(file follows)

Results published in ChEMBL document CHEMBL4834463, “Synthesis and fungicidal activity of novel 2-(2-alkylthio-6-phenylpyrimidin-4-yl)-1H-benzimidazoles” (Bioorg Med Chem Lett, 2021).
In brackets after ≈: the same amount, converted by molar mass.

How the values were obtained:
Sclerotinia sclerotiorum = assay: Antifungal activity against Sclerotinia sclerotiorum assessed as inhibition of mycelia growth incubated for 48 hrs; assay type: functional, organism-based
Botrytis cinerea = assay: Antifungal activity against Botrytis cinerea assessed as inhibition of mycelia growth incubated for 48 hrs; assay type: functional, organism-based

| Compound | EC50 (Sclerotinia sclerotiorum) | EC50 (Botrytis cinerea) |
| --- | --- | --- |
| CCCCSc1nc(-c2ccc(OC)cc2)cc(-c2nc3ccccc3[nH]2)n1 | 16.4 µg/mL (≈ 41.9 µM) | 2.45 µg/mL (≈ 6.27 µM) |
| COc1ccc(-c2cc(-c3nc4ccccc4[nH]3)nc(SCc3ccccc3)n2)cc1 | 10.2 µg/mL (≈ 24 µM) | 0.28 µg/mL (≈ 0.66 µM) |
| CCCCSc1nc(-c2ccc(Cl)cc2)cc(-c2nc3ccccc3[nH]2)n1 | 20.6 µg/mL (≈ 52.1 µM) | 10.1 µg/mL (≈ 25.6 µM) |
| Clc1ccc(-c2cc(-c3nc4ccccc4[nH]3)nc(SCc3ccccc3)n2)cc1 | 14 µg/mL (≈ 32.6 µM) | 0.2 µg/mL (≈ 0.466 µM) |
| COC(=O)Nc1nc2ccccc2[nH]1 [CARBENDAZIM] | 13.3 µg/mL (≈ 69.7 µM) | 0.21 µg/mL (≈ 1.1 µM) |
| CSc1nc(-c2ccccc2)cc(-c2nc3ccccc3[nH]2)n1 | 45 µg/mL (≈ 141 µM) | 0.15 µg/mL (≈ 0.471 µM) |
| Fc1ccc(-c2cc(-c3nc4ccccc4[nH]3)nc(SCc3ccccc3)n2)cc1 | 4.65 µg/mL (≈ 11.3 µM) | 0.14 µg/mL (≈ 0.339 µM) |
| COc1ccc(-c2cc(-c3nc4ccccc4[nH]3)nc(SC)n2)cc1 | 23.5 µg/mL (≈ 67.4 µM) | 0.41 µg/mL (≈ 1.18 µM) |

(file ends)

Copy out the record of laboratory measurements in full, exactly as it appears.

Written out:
Results published in ChEMBL document CHEMBL4834463, “Synthesis and fungicidal activity of novel 2-(2-alkylthio-6-phenylpyrimidin-4-yl)-1H-benzimidazoles” (Bioorg Med Chem Lett, 2021).
In brackets after ≈: the same amount, converted by molar mass.

How the values were obtained:
Sclerotinia sclerotiorum = assay: Antifungal activity against Sclerotinia sclerotiorum assessed as inhibition of mycelia growth incubated for 48 hrs; assay type: functional, organism-based
Botrytis cinerea = assay: Antifungal activity against Botrytis cinerea assessed as inhibition of mycelia growth incubated for 48 hrs; assay type: functional, organism-based

| Compound | EC50 (Sclerotinia sclerotiorum) | EC50 (Botrytis cinerea) |
| --- | --- | --- |
| CCCCSc1nc(-c2ccc(OC)cc2)cc(-c2nc3ccccc3[nH]2)n1 | 16.4 µg/mL (≈ 41.9 µM) | 2.45 µg/mL (≈ 6.27 µM) |
| COc1ccc(-c2cc(-c3nc4ccccc4[nH]3)nc(SCc3ccccc3)n2)cc1 | 10.2 µg/mL (≈ 24 µM) | 0.28 µg/mL (≈ 0.66 µM) |
| CCCCSc1nc(-c2ccc(Cl)cc2)cc(-c2nc3ccccc3[nH]2)n1 | 20.6 µg/mL (≈ 52.1 µM) | 10.1 µg/mL (≈ 25.6 µM) |
| Clc1ccc(-c2cc(-c3nc4ccccc4[nH]3)nc(SCc3ccccc3)n2)cc1 | 14 µg/mL (≈ 32.6 µM) | 0.2 µg/mL (≈ 0.466 µM) |
| COC(=O)Nc1nc2ccccc2[nH]1 [CARBENDAZIM] | 13.3 µg/mL (≈ 69.7 µM) | 0.21 µg/mL (≈ 1.1 µM) |
| CSc1nc(-c2ccccc2)cc(-c2nc3ccccc3[nH]2)n1 | 45 µg/mL (≈ 141 µM) | 0.15 µg/mL (≈ 0.471 µM) |
| Fc1ccc(-c2cc(-c3nc4ccccc4[nH]3)nc(SCc3ccccc3)n2)cc1 | 4.65 µg/mL (≈ 11.3 µM) | 0.14 µg/mL (≈ 0.339 µM) |
| COc1ccc(-c2cc(-c3nc4ccccc4[nH]3)nc(SC)n2)cc1 | 23.5 µg/mL (≈ 67.4 µM) | 0.41 µg/mL (≈ 1.18 µM) |